Having had previous relations with him, we knew of his perfect integrity, and, assured of the "representative" nature of his experience, have repeated it. He stated that he
But another organization had an existence in the Southern States, which had an important influence upon public sentiments, particularly in Louisiana, Kentucky, and Virginia. We refer to the secret society, the "Knights of the Golden Circle." This order came into existence in 1858, following
The K. G. C.'s.
Lone Star"--a recent society having for its object the seizure and annexation of Cuba and Nicaragua-thus to spread the area of Slave Territory, and to perpetuate Southern predominance in the National Congress. The descent of Lopez on Cuba was the first step of the settled programme. That having failed, the descent of Walker in Nicaragua was the next step. Its failure, and the death of General Quitman, the recognized leader of the filibusters-though Mr. Soule, Mr. Pierce's
minister to Spain, was understood to be the acting president of the Order-brought the organization into a weak condition. Out of it sprung the "Knights of the Golden Circle," whose leader was a ci-devant minister, professor, editor, politician, named Geo. W. L. Bickley-a "smart" but unprincipled person, well fitted by temperament and ambition for the direction of perfidious projects.
The Secrets of the
through George Bickley, to the other degrees.
"13th. The successor to George Bickley must be over thirty years of age, of Southern birth, liberally
educated, Knight of the Columbian Star, sound of
body and mind, and married, and Protestant. He shall swear to carry out this policy, and to extend Slavery over the whole of Central America, if in his power. He shall try to acquire Cuba and control the Gulf of Mexico. No one else will I sustain. But for such a one, who must be proposed by the Cabinet ministers and elected by all Knights of the Star, or a majority of them, I will sustain here, there, or elsewhere. When the Knights cross the Rio Grande I will do all I can to send in recruits for the army, and if I should ever cease to be an active worker for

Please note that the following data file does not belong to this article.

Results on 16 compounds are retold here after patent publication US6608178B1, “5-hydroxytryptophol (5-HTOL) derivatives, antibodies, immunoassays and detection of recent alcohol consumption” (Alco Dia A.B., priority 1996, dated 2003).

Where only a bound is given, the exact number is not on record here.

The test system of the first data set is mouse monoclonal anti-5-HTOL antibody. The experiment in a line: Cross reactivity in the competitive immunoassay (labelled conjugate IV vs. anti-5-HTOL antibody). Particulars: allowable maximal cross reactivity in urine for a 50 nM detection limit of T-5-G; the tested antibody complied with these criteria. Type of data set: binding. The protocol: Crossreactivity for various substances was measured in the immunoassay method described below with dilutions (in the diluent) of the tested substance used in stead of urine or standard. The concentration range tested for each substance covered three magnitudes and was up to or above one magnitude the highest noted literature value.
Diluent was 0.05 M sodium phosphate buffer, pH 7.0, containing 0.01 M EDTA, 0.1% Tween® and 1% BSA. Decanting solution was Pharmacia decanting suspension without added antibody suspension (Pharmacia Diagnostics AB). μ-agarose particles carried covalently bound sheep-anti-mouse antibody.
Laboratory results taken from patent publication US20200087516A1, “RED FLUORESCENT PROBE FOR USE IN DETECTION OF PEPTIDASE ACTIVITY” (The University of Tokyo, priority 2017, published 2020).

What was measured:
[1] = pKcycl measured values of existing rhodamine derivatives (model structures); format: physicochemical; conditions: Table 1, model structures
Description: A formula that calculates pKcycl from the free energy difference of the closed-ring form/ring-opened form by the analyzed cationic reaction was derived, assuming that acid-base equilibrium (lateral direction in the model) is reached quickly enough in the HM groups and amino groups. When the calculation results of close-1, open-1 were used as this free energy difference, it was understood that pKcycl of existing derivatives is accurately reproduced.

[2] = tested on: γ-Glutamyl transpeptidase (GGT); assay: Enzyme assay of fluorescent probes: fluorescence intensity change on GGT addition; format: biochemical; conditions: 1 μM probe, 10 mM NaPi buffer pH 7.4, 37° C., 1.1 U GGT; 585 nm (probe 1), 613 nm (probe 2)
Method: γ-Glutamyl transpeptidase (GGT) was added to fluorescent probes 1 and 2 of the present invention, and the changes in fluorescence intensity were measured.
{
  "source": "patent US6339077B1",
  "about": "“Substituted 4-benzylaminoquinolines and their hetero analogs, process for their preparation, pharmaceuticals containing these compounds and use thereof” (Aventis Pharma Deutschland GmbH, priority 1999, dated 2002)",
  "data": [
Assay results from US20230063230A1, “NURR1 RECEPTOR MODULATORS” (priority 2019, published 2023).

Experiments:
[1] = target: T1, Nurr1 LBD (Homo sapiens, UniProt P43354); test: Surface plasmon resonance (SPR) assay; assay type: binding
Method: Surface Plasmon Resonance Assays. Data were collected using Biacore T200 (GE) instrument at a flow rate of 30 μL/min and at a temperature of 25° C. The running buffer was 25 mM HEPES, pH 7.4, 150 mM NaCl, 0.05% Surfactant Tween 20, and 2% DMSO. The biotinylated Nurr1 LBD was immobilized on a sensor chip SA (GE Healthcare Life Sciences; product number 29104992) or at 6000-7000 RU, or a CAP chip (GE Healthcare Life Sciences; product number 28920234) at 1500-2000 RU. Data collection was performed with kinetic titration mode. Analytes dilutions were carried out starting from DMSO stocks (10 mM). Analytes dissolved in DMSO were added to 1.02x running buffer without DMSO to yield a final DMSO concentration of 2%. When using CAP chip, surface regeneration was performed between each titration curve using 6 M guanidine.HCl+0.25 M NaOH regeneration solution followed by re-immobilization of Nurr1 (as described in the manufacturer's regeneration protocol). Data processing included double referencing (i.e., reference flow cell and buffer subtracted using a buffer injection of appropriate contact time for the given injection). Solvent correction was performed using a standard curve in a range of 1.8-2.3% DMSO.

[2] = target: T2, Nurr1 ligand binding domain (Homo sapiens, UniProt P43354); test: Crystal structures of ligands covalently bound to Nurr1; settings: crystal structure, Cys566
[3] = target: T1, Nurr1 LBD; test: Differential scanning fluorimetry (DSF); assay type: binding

The design of conquering Mexico, and there to create a powerful Slave empire which should eventually absorb Nicaragua, was the ostensible features of the organization; but, beneath that were other designs as rank with treason and wickedness as the brain of its audacious and unprincipled leader could conceive. A revelation made by a member of the Order, through the columns of the Louisville Journal, placed the public in possession of as much of the secrets of the organization as members of the lower degree were allowed to know. The substance of that statement, the truth of which is now verified by the acts of the order in Kentucky was as follows: Every applicant for admission is first sworn to secrecy, under the penalty of death, and then the design of the Order is revealed. If he assents to its propriety, and is an American born and a slaveowner, or can produce proof that he is imbued with Southern sentiments, and is a Protestant, he is admitted as a soldier of the Order, and informed of its signs, passwords and organization. On the recommendation of the chiefs of the Order he is admitted to the second degree; informed that the stores and ammunition for the army are collected at Monterey, and acquainted with the names of the officers to whom he is to look for pay. He is also supposed to be on active service, and the President has, we perceive, sun- This apparently novel moned all Kentuckian members to attend a scheme, to the Southern rendezvous, where they will be drilled and mind, was considered feasiorganized by regular instructors, and whence ble and sure of consummation. they are, for the present, to control the Ken-numbers of men in all the Slave States are tucky elections in favor of Southern men. If without possessions of any kind. Arrogant influential enough, he is next admitted to the in temper, disinclined to manual labor, selfish third degree, the council of the Order, which, from association with their "peculiar instituunder the presidency of Mr. George Bickley, tions," they are unfitted for the position of the future monarch, regulates the affairs of poor men. Their one leading, never-forgotten the Order without communication, except desire, is to become the proprietors of estates,